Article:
The tool has the potential to assist with preterm birth, labor management and clinical decisionmaking.
NICHD issues News Releases and Media Advisories to the news media. Spotlight and Research Feature articles explain NICHD research findings and public health issues to the general public. An Item of Interest is a short announcement of relevant information, such as a notable staff change.
Media Advisory: New MRI method provides detailed view of the placenta during pregnancy
NIH-funded technique enables automatic detection of placental compartments, oxygen status and structural abnormalities.
Science Update: Analyzing birth stories may predict risk for childbirth-related PTSD
Computational analysis of the word usage in personal stories of recent birthing experiences can identify women likely to develop PTSD related to childbirth, suggests an NIH-funded study. The findings may aid development of a low-cost screening tool to help diagnose and treat childbirth-related PTSD.
Selected NICHD Research Advances of 2022
Read about NICHD’s research findings and activities from 2022.
Spotlight: Scientific advances from the Division of Intramural Research
The Division of Intramural Research provides fundamental knowledge about the nature and behavior of living systems through basic, clinical, and population-based research.
Science Update: Pfizer, Moderna COVID-19 vaccines may offer slightly greater protection during pregnancy than Johnson & Johnson vaccine, NIH-funded study suggests
The Pfizer-BioNTech and Moderna COVID-19 vaccines may offer slightly more protection during pregnancy against SARS-CoV-2, compared to the Jansen/Johnson & Johnson vaccine, suggests a study funded by the National Institutes of Health. Vaccination during the first and third trimesters appears to result in higher antibody-stimulated immune responses than vaccination in the second trimester. It also may lead to greater transfer of antibodies from maternal blood to the placenta.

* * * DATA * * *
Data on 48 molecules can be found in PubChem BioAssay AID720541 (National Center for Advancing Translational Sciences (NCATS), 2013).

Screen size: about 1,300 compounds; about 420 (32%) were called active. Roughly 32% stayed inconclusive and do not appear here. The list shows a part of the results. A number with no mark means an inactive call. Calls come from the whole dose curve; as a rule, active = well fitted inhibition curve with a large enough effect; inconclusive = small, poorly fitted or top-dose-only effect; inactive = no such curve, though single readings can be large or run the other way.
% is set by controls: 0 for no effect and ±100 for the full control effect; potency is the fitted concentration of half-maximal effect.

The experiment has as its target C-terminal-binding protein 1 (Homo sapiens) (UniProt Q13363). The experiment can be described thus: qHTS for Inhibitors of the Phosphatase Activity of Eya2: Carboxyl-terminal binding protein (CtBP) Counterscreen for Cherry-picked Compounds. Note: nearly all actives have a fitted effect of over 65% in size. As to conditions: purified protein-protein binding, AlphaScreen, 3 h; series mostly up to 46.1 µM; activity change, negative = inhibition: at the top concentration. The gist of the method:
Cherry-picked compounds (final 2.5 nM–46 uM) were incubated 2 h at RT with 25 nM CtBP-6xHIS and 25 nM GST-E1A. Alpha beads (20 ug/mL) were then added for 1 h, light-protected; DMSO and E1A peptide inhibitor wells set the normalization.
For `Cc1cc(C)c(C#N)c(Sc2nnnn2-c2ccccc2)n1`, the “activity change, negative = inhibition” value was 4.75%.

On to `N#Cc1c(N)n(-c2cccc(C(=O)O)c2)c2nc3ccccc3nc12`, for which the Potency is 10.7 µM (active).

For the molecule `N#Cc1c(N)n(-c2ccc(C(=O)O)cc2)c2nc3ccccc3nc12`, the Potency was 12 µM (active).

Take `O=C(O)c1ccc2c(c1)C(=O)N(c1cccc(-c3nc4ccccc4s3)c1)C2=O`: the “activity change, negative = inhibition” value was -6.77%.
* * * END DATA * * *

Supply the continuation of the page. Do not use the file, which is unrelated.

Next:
Science Update: Hormone prevents obesity in offspring of pregnant mice with obesity, according to NIH-funded study
Giving the hormone adiponectin to pregnant mice with obesity prevented later life obesity and related health conditions in their offspring, according to a study funded by the National Institutes of Health. The findings suggest that adiponectin, a hormone produced by fat cells, could play a role in reducing the lifelong obesity risk of children born to mothers with obesity during pregnancy.
Director's Corner: The Power of Networks
Clinical research networks bring together scientists, clinicians, and community stakeholders to identify important clinical questions and design and conduct high-quality studies to answer them. Scientific evidence generated by such studies can impact clinical care, as several recent findings from NICHD’s networks demonstrate.
Science Update: COVID-19 vaccination during pregnancy may help protect offspring from SARS-CoV-2 through age 6 months, small NIH-funded study suggests
Vaccinating women against SARS-CoV-2 in mid to late pregnancy could provide their infants at least some protection against COVID-19 through six months of age, suggests a small study funded by the National Institutes of Health. Compared to infants born to mothers who had COVID-19 during pregnancy, infants born to vaccinated mothers were much more likely to have antibodies against the virus.
Science Update: Development scores higher for infants born later in term pregnancy, NIH study suggests